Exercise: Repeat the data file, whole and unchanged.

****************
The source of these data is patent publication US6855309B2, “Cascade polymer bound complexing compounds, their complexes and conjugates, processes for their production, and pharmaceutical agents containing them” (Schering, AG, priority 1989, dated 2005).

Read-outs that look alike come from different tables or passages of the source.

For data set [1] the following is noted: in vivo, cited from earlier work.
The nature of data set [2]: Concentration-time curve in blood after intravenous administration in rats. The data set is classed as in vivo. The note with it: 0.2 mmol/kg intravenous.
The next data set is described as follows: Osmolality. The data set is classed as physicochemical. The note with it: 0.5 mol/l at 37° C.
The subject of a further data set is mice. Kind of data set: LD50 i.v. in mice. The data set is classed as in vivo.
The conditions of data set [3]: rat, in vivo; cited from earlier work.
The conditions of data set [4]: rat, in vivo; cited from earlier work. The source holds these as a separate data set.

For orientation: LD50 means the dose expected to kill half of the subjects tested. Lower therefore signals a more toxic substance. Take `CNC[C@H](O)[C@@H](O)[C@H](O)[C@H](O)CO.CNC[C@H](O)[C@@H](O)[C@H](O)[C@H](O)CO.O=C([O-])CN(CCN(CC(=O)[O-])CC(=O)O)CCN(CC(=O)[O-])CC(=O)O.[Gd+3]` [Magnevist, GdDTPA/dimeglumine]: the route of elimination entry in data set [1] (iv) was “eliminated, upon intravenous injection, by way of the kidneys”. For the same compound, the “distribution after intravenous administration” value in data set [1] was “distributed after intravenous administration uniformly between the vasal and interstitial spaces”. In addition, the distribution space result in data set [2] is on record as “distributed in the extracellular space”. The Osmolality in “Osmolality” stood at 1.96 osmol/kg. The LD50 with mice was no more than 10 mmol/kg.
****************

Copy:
The source of these data is patent publication US6855309B2, “Cascade polymer bound complexing compounds, their complexes and conjugates, processes for their production, and pharmaceutical agents containing them” (Schering, AG, priority 1989, dated 2005).

Read-outs that look alike come from different tables or passages of the source.

For data set [1] the following is noted: in vivo, cited from earlier work.
The nature of data set [2]: Concentration-time curve in blood after intravenous administration in rats. The data set is classed as in vivo. The note with it: 0.2 mmol/kg intravenous.
The next data set is described as follows: Osmolality. The data set is classed as physicochemical. The note with it: 0.5 mol/l at 37° C.
The subject of a further data set is mice. Kind of data set: LD50 i.v. in mice. The data set is classed as in vivo.
The conditions of data set [3]: rat, in vivo; cited from earlier work.
The conditions of data set [4]: rat, in vivo; cited from earlier work. The source holds these as a separate data set.

For orientation: LD50 means the dose expected to kill half of the subjects tested. Lower therefore signals a more toxic substance. Take `CNC[C@H](O)[C@@H](O)[C@H](O)[C@H](O)CO.CNC[C@H](O)[C@@H](O)[C@H](O)[C@H](O)CO.O=C([O-])CN(CCN(CC(=O)[O-])CC(=O)O)CCN(CC(=O)[O-])CC(=O)O.[Gd+3]` [Magnevist, GdDTPA/dimeglumine]: the route of elimination entry in data set [1] (iv) was “eliminated, upon intravenous injection, by way of the kidneys”. For the same compound, the “distribution after intravenous administration” value in data set [1] was “distributed after intravenous administration uniformly between the vasal and interstitial spaces”. In addition, the distribution space result in data set [2] is on record as “distributed in the extracellular space”. The Osmolality in “Osmolality” stood at 1.96 osmol/kg. The LD50 with mice was no more than 10 mmol/kg.